kinetochore. CENP are
centromeric proteins involved in functioning of the kinetochore. We observed a
subnetwork of centromeric proteins CENP- H/C/U/K/A/N in our data. KNL1 and the
CENP-H/I/K complex coordinately direct kinetochore assembly in vertebrate
cells. CENP-H is required for the localisation of CENP-C to the centromere.
However, it may also be involved in the incorporation of newly synthesised
CENP-A into centromere via its interaction with the CENP-A/CENP-HI complex Fakugawa
et al., 2001. It is thought that this protein can bind to itself, as well as
to CENP-A, CENP-B or CENP-C. Multimers of the protein localize constitutively
to the inner kinetochore plate and play an important role in the organization
and function of the active centromere-kinetochore complex Sugata et al., 1999.
Overexpression of CENP H is reported in human breast cancer progression (Laio
et al., 2011), colorectal cancer (Tomonaga et al., 2005), oesophageal cancer
(Guo et al., 2008) oral squamous cell cancer (Shigeishi et al., 2006). Kinetochore protein SPC24 and SPC25 were linked to BUB1B
and overexpressed. KNL1 is likely to associate with the Spc24/Spc25 dimer that
is oriented toward the inner kinetochore. NEK2 was seen linked to BUB1B playing
role in NEK2-mediated phosphorylation of CEP68. This causes CEP68 dissociation
from the centrosome and its degradation at the onset of mitosis. Upregulation
of NEK2 is reported in breast cancer (Hayward et al., 2004).

In benign tumors the top scoring network was
related to cellular assembly and organization, cell cycle, DNA replication,
recombination and repair. The central molecule in this network was vascular
endothelial growth factor (VEGF) , which has been identified as a vascular
permeability factor, angiogenic cytokine, and a survival factor in mammary
tumors. VEGF contributes to mammary tumor growth through increased
neovascularization, as well as autocrine stimulation of growth and inhibition
of apoptosis (Schoeffner et al., 2005). VEGF can act
directly on T lymphocytes and elevated VEGF levels may contribute to the
aberrant MMP-9 secretion by mammary tumor bearing T cells (Owen et al., 2003). VEGF is known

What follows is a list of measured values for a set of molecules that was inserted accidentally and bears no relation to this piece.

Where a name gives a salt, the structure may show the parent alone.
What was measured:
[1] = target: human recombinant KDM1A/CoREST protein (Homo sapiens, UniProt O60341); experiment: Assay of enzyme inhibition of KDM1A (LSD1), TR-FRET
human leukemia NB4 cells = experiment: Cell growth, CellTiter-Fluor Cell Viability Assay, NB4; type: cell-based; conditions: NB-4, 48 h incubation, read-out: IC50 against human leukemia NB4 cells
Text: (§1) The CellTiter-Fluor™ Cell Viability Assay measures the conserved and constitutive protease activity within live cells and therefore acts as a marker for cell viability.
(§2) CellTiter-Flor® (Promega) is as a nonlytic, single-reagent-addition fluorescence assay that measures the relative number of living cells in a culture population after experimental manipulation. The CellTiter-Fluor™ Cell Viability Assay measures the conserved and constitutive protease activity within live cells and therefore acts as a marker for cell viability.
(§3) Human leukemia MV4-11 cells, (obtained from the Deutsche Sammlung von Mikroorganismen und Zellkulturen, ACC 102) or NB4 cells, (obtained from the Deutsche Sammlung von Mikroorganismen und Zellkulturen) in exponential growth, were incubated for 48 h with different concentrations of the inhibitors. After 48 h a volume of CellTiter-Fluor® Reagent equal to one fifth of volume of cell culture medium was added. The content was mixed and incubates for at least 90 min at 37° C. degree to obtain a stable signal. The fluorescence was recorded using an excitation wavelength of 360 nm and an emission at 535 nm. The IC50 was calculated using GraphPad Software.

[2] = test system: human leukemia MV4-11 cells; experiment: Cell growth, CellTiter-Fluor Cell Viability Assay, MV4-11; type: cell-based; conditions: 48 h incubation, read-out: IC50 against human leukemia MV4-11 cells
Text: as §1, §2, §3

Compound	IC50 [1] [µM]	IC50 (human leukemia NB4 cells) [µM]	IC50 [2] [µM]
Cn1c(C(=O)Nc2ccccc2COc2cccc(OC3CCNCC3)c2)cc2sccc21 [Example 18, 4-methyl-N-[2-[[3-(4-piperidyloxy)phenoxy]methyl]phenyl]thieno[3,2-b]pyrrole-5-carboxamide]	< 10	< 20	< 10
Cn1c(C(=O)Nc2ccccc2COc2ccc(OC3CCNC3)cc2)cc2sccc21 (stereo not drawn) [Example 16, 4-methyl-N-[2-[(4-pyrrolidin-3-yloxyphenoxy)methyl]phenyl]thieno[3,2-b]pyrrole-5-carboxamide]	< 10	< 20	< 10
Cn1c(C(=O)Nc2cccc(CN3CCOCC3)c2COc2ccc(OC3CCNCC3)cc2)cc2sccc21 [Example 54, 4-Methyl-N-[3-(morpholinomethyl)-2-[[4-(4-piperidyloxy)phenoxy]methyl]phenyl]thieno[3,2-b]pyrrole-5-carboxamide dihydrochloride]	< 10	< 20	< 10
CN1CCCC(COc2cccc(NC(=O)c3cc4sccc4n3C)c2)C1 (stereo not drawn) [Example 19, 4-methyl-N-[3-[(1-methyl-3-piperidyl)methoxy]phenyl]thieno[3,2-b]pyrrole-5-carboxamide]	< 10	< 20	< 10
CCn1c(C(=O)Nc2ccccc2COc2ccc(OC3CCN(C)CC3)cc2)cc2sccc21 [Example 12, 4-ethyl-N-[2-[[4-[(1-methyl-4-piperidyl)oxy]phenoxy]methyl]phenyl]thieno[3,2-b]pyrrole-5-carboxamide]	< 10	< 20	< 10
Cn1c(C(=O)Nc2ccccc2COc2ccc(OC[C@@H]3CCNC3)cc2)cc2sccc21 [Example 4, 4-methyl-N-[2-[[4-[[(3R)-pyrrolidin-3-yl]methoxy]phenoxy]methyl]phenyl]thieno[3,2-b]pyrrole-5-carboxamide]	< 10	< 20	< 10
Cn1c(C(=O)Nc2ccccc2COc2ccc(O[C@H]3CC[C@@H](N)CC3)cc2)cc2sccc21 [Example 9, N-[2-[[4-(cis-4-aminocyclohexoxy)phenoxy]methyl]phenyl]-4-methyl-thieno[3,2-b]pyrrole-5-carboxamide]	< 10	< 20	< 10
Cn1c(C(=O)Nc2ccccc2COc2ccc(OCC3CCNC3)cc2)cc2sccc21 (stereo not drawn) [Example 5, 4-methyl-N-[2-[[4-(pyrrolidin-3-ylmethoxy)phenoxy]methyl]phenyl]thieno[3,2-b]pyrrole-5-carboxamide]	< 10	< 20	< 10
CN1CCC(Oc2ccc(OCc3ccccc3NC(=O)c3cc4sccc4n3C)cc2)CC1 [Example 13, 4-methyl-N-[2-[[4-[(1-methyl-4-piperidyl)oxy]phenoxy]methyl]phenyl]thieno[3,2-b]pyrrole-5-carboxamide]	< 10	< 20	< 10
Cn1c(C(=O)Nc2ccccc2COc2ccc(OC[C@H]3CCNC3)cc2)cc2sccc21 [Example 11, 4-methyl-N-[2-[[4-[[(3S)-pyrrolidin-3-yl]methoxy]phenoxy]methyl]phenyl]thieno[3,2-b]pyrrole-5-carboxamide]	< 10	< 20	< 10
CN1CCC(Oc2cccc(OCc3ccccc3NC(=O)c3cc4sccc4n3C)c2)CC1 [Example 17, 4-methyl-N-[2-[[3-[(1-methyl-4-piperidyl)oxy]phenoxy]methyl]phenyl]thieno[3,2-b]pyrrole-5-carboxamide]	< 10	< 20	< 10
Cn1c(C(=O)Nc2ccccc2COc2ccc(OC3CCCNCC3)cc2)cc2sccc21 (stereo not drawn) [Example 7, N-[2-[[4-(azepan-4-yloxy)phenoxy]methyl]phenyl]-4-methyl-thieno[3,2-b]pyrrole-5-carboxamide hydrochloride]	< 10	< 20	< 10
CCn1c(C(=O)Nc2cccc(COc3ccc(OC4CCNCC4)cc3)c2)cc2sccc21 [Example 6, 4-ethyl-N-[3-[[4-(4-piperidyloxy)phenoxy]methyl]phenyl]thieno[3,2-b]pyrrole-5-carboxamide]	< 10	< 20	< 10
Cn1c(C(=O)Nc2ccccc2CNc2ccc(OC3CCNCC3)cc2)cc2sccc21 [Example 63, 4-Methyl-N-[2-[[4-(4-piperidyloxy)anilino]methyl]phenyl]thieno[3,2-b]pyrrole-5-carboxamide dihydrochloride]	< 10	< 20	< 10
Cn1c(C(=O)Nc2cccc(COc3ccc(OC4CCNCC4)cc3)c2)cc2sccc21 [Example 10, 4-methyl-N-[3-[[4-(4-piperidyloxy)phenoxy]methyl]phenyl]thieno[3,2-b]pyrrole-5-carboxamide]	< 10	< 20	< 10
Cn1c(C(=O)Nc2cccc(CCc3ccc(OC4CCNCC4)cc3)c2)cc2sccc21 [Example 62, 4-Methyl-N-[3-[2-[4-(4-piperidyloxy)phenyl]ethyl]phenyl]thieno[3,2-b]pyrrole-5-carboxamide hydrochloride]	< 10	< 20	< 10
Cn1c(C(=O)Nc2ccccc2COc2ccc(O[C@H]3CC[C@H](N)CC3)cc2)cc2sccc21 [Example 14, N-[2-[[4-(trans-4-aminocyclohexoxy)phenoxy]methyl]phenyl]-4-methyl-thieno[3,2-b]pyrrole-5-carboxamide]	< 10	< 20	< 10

to stimulate IL-18 production, secretion and processing in gastric cancer
cells, and IL-18, in turn, promotes cancer cell migration and proliferation.
Therefore, IL-18 indirectly amplifies cancer cell migration, angiogenesis, and
progression Kim et al., 2007. Besides its activity on tumor invasiveness and
angiogenesis, IL-18 induced expression of a granzyme B inhibitor, protease
inhibitor 9, in gastric cancer cells which decreases their susceptibility to
lymphocyte- mediated cytotoxicity Majima et al., 2009.

Overexpression of Vasohibin 2 (VASH2) was also
seen in our experiment. VASH2 is an angiogenic factor, and has been previously
reported to be a cancer?related gene, with cytoplasmic and karyotypic forms.
VASH2 is a VASH1 homolog, expressed in mononuclear cells and act as an
angiogenesis stimulator in a mouse model of hypoxia-induced subcutaneous
angiogenesis (Kimura et al., 2009). Higher expression of VASH2 induces
expression of growth factors and promotes cell proliferation in breast cancer
(Tu et al., 2014). VASH2 is also involved in the proliferation of hepatic (Xue
et al., 2013) and ovarian (Takahashi et al., 2012; Koyanagi et al., 2013)
cancer. Vasohibin 1 (VASH1) was initially identified as a regulator of negative
feedback in angiogenesis induced by vascular endothelial growth factor (VEGF)
or fibroblast growth factor 2 (FGF2) (Shibuya et al., 2006; Kimura et al.,
2009). Vasohibin-1 (VASH1) is expressed in vascular endothelial cells
stimulated by several angiogenic growth factors and displays autocrine activity
to regulate angiogenesis via a negative feedback mechanism. In our experiment
we observed a higher expression of VASH2 than VASH1.

            Maternal embryonic leucine-zipper kinase
(MELK) encodes a serine/ threonine kinase that is highly conserved
across a variety of mammalian and non-mammalian species. MELK is essential for organogenesis, stem cell
proliferation, and cell cycle regulation. Interestingly, MELK is additionally
involved in the development of numerous human cancers, tumor initiation, and
tumor propagation Nakano et al., 2009; Marie et al., 2008; Kig et al., 2013.
MELK overexpression has been identified in several human cancers: prostate